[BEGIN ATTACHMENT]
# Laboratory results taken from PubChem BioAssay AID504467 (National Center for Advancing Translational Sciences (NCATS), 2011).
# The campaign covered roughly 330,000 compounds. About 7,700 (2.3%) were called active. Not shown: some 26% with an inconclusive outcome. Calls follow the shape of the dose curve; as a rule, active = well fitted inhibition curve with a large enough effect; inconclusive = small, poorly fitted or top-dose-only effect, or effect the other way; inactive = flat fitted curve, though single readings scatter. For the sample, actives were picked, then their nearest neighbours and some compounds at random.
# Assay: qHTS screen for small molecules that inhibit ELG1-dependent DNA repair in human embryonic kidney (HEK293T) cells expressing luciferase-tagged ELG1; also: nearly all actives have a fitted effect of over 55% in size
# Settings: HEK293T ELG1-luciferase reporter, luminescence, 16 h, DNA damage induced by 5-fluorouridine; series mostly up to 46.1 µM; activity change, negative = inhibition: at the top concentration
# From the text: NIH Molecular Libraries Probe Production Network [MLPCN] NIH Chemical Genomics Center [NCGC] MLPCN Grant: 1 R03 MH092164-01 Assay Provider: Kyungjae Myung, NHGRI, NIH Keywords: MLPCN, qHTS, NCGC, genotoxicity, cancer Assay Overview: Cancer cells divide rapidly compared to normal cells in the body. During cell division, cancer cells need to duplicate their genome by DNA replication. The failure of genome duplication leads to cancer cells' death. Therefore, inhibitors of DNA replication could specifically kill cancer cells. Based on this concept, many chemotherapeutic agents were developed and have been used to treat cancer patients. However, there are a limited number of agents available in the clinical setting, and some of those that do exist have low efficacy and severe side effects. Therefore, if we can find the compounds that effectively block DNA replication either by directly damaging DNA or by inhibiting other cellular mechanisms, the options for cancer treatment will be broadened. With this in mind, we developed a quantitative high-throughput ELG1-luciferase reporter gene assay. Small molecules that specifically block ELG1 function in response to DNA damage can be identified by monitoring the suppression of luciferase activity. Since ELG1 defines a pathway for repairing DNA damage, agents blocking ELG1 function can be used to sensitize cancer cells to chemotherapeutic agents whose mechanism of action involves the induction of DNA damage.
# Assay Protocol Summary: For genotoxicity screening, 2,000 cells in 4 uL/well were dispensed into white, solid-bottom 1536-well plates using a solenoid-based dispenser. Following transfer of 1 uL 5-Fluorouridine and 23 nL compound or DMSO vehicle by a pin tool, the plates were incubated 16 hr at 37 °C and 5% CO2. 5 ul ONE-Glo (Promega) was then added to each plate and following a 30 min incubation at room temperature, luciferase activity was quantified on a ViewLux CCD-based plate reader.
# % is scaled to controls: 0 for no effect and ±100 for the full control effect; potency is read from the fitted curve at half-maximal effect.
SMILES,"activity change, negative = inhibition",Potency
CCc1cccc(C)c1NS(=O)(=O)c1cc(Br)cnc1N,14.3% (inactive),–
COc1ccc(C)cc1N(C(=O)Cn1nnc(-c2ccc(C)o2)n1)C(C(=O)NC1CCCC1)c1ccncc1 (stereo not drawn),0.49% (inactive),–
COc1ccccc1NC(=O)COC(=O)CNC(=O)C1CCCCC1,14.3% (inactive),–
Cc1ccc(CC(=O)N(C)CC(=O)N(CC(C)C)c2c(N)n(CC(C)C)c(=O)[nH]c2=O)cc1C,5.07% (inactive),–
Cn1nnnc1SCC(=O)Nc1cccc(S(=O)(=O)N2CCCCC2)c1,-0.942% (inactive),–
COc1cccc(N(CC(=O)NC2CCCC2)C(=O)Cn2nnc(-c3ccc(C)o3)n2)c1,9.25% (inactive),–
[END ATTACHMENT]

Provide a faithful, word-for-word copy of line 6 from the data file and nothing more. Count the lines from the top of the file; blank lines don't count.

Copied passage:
# Assay Protocol Summary: For genotoxicity screening, 2,000 cells in 4 uL/well were dispensed into white, solid-bottom 1536-well plates using a solenoid-based dispenser. Following transfer of 1 uL 5-Fluorouridine and 23 nL compound or DMSO vehicle by a pin tool, the plates were incubated 16 hr at 37 °C and 5% CO2. 5 ul ONE-Glo (Promega) was then added to each plate and following a 30 min incubation at room temperature, luciferase activity was quantified on a ViewLux CCD-based plate reader.